Death-Row Inmates Trying To Get Second Chance At Life
Posted February 1, 2002
RALEIGH, N.C. — Hundreds of death-row inmates in the state are trying to get a second chance at life.
The inmates are doing so under a new state law, which states the mentally retarded cannot be executed, but the last day for them to file the claim was Thursday.
Ken Rose, executive director of the North Carolina Center for Death Penalty Litigation, said nearly 40 of the state's 213 death-row inmates have invoked the law. John Bason, a spokesman for the state Attorney General's office, said his office has not tracked the motions.
A judge ruled last month Sherman Skipper was mentally retarded before and during the 1990 killings of his girlfriend, Aileane Pittman, and her grandson, Nelson Fipps, so he reduced Skipper's sentence.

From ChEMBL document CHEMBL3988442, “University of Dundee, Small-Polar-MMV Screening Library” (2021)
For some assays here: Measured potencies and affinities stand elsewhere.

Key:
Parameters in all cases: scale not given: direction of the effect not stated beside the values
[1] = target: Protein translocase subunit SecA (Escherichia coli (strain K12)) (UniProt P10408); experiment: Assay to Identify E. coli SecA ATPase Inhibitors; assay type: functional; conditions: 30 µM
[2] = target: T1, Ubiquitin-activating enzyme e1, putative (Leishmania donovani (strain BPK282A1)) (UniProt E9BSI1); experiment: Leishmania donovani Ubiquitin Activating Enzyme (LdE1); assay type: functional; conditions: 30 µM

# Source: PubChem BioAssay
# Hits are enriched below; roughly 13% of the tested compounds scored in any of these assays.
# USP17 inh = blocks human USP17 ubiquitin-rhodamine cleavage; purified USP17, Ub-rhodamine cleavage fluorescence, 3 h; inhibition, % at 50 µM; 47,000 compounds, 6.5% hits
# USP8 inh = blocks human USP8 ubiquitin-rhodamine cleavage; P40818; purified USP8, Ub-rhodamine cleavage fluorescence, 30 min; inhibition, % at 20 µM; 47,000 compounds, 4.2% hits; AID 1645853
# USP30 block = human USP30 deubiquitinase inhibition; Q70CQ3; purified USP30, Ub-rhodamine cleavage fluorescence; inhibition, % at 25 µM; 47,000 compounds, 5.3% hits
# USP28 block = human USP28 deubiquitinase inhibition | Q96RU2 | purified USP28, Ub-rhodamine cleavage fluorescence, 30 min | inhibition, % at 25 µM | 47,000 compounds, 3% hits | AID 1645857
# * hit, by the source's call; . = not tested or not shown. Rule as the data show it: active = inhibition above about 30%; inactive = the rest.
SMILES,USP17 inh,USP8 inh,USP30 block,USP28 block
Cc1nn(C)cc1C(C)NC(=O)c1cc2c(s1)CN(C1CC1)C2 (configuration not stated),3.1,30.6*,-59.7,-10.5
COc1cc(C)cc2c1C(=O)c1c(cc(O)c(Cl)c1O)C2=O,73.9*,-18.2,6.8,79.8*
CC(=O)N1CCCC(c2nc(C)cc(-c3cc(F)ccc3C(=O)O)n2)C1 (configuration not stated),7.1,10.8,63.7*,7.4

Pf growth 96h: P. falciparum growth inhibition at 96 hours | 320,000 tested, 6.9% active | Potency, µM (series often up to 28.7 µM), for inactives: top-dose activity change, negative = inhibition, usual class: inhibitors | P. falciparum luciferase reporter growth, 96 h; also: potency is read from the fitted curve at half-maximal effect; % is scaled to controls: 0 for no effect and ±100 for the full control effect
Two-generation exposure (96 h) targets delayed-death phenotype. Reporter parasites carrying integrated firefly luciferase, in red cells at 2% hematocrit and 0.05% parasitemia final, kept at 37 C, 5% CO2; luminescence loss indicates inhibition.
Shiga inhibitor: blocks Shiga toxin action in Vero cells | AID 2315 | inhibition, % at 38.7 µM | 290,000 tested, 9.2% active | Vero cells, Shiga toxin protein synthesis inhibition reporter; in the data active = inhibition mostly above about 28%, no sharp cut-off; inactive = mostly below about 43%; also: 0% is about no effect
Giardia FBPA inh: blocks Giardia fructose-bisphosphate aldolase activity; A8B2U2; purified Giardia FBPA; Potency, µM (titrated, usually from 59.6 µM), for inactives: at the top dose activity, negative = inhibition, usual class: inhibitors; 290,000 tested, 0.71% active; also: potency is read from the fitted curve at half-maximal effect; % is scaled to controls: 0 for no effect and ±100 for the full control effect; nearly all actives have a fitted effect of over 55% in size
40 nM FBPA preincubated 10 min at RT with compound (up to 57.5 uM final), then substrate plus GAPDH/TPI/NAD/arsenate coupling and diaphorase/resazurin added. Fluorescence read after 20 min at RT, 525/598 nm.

"Skipper made sure that he took away a lot of things from a lot of people," said J.R. Pittman, Aileane Pittman's son.
"I think it speaks more to the growing humanity to the people in our state that we've now recognized it's not right to use the power of the state to execute someone who has the mind of a child," said Bill Mills, Skipper's attorney.
A person is considered mentally retarded if they have an IQ of 70 or below, and evidence of retardation must be present before age 18. The person must also fail to function normally in at least two out of a list of 10 areas.